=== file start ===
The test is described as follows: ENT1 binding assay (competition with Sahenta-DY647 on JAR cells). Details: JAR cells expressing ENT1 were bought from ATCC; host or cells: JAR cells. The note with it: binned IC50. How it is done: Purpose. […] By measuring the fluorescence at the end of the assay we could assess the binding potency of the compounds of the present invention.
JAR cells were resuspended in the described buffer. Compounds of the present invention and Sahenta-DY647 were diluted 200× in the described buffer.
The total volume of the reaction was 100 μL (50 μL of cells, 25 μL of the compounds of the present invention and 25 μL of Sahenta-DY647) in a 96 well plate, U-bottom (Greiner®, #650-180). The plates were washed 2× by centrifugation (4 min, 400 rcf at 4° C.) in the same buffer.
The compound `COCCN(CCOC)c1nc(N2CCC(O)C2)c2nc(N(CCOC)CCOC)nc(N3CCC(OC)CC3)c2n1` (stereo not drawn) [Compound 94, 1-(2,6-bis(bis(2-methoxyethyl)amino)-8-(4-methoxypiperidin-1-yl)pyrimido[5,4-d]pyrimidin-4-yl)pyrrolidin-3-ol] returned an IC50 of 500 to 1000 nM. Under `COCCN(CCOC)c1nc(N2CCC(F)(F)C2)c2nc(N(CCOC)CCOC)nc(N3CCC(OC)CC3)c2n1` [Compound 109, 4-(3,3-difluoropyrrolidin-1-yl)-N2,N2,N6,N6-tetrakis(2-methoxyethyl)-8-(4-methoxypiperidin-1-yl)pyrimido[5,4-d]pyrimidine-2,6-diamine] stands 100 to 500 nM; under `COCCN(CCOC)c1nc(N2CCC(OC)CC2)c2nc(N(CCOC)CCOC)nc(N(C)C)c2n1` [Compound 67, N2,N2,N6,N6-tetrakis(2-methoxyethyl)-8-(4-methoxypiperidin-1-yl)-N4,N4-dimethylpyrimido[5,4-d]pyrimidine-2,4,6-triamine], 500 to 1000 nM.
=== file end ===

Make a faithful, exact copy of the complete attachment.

The test is described as follows: ENT1 binding assay (competition with Sahenta-DY647 on JAR cells). Details: JAR cells expressing ENT1 were bought from ATCC; host or cells: JAR cells. The note with it: binned IC50. How it is done: Purpose. […] By measuring the fluorescence at the end of the assay we could assess the binding potency of the compounds of the present invention.
JAR cells were resuspended in the described buffer. Compounds of the present invention and Sahenta-DY647 were diluted 200× in the described buffer.
The total volume of the reaction was 100 μL (50 μL of cells, 25 μL of the compounds of the present invention and 25 μL of Sahenta-DY647) in a 96 well plate, U-bottom (Greiner®, #650-180). The plates were washed 2× by centrifugation (4 min, 400 rcf at 4° C.) in the same buffer.
The compound `COCCN(CCOC)c1nc(N2CCC(O)C2)c2nc(N(CCOC)CCOC)nc(N3CCC(OC)CC3)c2n1` (stereo not drawn) [Compound 94, 1-(2,6-bis(bis(2-methoxyethyl)amino)-8-(4-methoxypiperidin-1-yl)pyrimido[5,4-d]pyrimidin-4-yl)pyrrolidin-3-ol] returned an IC50 of 500 to 1000 nM. Under `COCCN(CCOC)c1nc(N2CCC(F)(F)C2)c2nc(N(CCOC)CCOC)nc(N3CCC(OC)CC3)c2n1` [Compound 109, 4-(3,3-difluoropyrrolidin-1-yl)-N2,N2,N6,N6-tetrakis(2-methoxyethyl)-8-(4-methoxypiperidin-1-yl)pyrimido[5,4-d]pyrimidine-2,6-diamine] stands 100 to 500 nM; under `COCCN(CCOC)c1nc(N2CCC(OC)CC2)c2nc(N(CCOC)CCOC)nc(N(C)C)c2n1` [Compound 67, N2,N2,N6,N6-tetrakis(2-methoxyethyl)-8-(4-methoxypiperidin-1-yl)-N4,N4-dimethylpyrimido[5,4-d]pyrimidine-2,4,6-triamine], 500 to 1000 nM.